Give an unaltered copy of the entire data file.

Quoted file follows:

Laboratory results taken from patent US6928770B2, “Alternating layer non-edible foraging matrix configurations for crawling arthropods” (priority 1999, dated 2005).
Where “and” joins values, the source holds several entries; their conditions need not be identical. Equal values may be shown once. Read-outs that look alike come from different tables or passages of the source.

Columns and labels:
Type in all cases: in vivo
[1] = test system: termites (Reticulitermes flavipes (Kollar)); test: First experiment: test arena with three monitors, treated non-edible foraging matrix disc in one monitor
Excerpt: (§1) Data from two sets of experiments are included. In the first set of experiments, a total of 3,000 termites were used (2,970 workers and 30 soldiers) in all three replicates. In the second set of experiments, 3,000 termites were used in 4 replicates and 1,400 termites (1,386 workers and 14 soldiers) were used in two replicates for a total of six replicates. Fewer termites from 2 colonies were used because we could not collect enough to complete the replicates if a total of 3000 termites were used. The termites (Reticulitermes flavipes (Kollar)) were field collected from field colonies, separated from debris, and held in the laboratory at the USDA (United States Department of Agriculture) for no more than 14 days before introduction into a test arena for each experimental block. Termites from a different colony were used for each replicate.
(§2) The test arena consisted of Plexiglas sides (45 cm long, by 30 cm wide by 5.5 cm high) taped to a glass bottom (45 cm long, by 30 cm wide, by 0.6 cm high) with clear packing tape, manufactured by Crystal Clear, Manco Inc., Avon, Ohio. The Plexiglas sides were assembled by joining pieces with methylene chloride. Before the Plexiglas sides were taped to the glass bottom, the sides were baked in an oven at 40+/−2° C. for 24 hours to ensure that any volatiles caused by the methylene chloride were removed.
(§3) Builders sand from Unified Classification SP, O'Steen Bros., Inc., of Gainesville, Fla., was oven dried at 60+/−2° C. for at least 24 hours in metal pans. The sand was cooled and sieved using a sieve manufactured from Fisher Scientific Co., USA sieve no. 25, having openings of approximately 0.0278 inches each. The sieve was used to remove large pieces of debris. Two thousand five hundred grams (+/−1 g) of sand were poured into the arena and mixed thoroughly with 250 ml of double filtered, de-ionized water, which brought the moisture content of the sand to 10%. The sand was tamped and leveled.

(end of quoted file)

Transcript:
Laboratory results taken from patent US6928770B2, “Alternating layer non-edible foraging matrix configurations for crawling arthropods” (priority 1999, dated 2005).
Where “and” joins values, the source holds several entries; their conditions need not be identical. Equal values may be shown once. Read-outs that look alike come from different tables or passages of the source.

Columns and labels:
Type in all cases: in vivo
[1] = test system: termites (Reticulitermes flavipes (Kollar)); test: First experiment: test arena with three monitors, treated non-edible foraging matrix disc in one monitor
Excerpt: (§1) Data from two sets of experiments are included. In the first set of experiments, a total of 3,000 termites were used (2,970 workers and 30 soldiers) in all three replicates. In the second set of experiments, 3,000 termites were used in 4 replicates and 1,400 termites (1,386 workers and 14 soldiers) were used in two replicates for a total of six replicates. Fewer termites from 2 colonies were used because we could not collect enough to complete the replicates if a total of 3000 termites were used. The termites (Reticulitermes flavipes (Kollar)) were field collected from field colonies, separated from debris, and held in the laboratory at the USDA (United States Department of Agriculture) for no more than 14 days before introduction into a test arena for each experimental block. Termites from a different colony were used for each replicate.
(§2) The test arena consisted of Plexiglas sides (45 cm long, by 30 cm wide by 5.5 cm high) taped to a glass bottom (45 cm long, by 30 cm wide, by 0.6 cm high) with clear packing tape, manufactured by Crystal Clear, Manco Inc., Avon, Ohio. The Plexiglas sides were assembled by joining pieces with methylene chloride. Before the Plexiglas sides were taped to the glass bottom, the sides were baked in an oven at 40+/−2° C. for 24 hours to ensure that any volatiles caused by the methylene chloride were removed.
(§3) Builders sand from Unified Classification SP, O'Steen Bros., Inc., of Gainesville, Fla., was oven dried at 60+/−2° C. for at least 24 hours in metal pans. The sand was cooled and sieved using a sieve manufactured from Fisher Scientific Co., USA sieve no. 25, having openings of approximately 0.0278 inches each. The sieve was used to remove large pieces of debris. Two thousand five hundred grams (+/−1 g) of sand were poured into the arena and mixed thoroughly with 250 ml of double filtered, de-ionized water, which brought the moisture content of the sand to 10%. The sand was tamped and leveled.